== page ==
This comic is based off of one man’s perspective of many situations that happened in Vietnam. This book shows a lot of distress and perspective that comes from serving. In the art style its shows the reader as if they were tagging along with Will Eisner the whole book, seeing what soldiers do. It is also only in black in white. I very much enjoyed this book i like the different stories in one. GIves the story more info and explainable.

  22. 4 out of 5

    Dave Schaafsma

    6 Very short stories out of one of the godfathers of comics, Will Eisner's, personal experiences with war--Vietnam, Korea… and evocative, and personal, and you become a character in the stories… so it's a sketchbook account, very spare, I wish it were more, but it's good; a good storyteller tells it. Human interest experiences. But not much here. 6 Very short stories out of one of the godfathers of comics, Will Eisner's, personal experiences with war--Vietnam, Korea… and evocative, and personal, and you become a character in the stories… so it's a sketchbook account, very spare, I wish it were more, but it's good; a good storyteller tells it. Human interest experiences. But not much here.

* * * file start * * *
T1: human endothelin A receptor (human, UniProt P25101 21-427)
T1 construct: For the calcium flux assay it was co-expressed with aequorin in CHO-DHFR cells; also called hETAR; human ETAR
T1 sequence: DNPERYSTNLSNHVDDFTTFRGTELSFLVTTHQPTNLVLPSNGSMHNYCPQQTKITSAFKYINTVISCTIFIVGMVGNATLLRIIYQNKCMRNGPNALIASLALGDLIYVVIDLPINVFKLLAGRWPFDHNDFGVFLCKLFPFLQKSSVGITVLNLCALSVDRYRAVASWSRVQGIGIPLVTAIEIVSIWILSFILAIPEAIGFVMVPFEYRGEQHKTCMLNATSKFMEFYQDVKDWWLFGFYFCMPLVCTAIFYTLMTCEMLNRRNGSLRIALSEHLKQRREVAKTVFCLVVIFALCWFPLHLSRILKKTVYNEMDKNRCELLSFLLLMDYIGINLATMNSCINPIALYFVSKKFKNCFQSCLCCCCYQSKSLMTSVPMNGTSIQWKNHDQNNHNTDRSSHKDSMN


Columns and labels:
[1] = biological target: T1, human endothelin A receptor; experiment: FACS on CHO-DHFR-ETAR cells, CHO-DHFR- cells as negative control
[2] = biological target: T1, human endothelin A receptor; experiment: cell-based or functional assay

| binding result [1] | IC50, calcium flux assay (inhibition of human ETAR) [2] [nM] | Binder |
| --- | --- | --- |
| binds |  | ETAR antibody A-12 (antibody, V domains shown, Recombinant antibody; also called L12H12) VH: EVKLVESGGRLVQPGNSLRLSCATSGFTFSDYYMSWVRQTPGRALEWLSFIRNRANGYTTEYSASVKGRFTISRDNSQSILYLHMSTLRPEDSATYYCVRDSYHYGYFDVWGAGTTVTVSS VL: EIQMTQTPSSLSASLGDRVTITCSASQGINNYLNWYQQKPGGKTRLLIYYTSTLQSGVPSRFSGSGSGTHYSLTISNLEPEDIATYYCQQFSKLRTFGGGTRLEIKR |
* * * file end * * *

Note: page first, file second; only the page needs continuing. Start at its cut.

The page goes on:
23. 4 out of 5

    Václav

    Some stories that Will Eisner lived trough collected in comics. Real life can be interesting, but not so fascinating, so all stories came bit blend, but there is message in every one of them. I'm not very excited about this book, but it has Will's storytelling qualities and could be interesting if you're into war subjects. Some stories that Will Eisner lived trough collected in comics. Real life can be interesting, but not so fascinating, so all stories came bit blend, but there is message in every one of them. I'm not very excited about this book, but it has Will's storytelling qualities and could be interesting if you're into war subjects.